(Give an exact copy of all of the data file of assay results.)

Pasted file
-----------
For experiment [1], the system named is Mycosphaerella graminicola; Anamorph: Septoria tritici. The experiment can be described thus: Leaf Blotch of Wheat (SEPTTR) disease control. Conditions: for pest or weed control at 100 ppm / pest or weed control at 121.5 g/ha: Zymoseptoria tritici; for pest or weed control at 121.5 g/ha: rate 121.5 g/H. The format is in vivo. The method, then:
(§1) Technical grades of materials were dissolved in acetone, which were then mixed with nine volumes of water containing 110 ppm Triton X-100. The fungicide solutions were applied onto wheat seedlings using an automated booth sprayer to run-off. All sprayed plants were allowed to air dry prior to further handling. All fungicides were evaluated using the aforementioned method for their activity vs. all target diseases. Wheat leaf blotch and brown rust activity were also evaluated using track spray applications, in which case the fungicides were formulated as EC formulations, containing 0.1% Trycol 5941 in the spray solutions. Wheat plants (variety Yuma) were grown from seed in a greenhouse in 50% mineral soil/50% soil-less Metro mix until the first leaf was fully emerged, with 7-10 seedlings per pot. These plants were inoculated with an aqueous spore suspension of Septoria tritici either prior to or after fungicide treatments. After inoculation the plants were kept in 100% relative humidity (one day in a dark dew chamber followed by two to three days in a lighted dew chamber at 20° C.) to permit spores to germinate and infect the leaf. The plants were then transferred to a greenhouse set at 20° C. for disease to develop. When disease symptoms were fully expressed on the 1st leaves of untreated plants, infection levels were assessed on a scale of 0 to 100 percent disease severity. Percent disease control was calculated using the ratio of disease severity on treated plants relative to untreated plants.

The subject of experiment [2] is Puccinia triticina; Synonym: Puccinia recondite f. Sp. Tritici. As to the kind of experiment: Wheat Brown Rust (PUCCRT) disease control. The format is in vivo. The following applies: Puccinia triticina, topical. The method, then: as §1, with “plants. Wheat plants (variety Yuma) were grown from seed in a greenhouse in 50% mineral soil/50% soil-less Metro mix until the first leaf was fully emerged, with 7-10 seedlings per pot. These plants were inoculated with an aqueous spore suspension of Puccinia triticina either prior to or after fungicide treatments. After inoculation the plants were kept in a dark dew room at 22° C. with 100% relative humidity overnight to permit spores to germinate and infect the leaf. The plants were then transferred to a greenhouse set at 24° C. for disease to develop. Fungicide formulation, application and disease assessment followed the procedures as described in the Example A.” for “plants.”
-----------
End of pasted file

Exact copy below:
For experiment [1], the system named is Mycosphaerella graminicola; Anamorph: Septoria tritici. The experiment can be described thus: Leaf Blotch of Wheat (SEPTTR) disease control. Conditions: for pest or weed control at 100 ppm / pest or weed control at 121.5 g/ha: Zymoseptoria tritici; for pest or weed control at 121.5 g/ha: rate 121.5 g/H. The format is in vivo. The method, then:
(§1) Technical grades of materials were dissolved in acetone, which were then mixed with nine volumes of water containing 110 ppm Triton X-100. The fungicide solutions were applied onto wheat seedlings using an automated booth sprayer to run-off. All sprayed plants were allowed to air dry prior to further handling. All fungicides were evaluated using the aforementioned method for their activity vs. all target diseases. Wheat leaf blotch and brown rust activity were also evaluated using track spray applications, in which case the fungicides were formulated as EC formulations, containing 0.1% Trycol 5941 in the spray solutions. Wheat plants (variety Yuma) were grown from seed in a greenhouse in 50% mineral soil/50% soil-less Metro mix until the first leaf was fully emerged, with 7-10 seedlings per pot. These plants were inoculated with an aqueous spore suspension of Septoria tritici either prior to or after fungicide treatments. After inoculation the plants were kept in 100% relative humidity (one day in a dark dew chamber followed by two to three days in a lighted dew chamber at 20° C.) to permit spores to germinate and infect the leaf. The plants were then transferred to a greenhouse set at 20° C. for disease to develop. When disease symptoms were fully expressed on the 1st leaves of untreated plants, infection levels were assessed on a scale of 0 to 100 percent disease severity. Percent disease control was calculated using the ratio of disease severity on treated plants relative to untreated plants.

The subject of experiment [2] is Puccinia triticina; Synonym: Puccinia recondite f. Sp. Tritici. As to the kind of experiment: Wheat Brown Rust (PUCCRT) disease control. The format is in vivo. The following applies: Puccinia triticina, topical. The method, then: as §1, with “plants. Wheat plants (variety Yuma) were grown from seed in a greenhouse in 50% mineral soil/50% soil-less Metro mix until the first leaf was fully emerged, with 7-10 seedlings per pot. These plants were inoculated with an aqueous spore suspension of Puccinia triticina either prior to or after fungicide treatments. After inoculation the plants were kept in a dark dew room at 22° C. with 100% relative humidity overnight to permit spores to germinate and infect the leaf. The plants were then transferred to a greenhouse set at 24° C. for disease to develop. Fungicide formulation, application and disease assessment followed the procedures as described in the Example A.” for “plants.”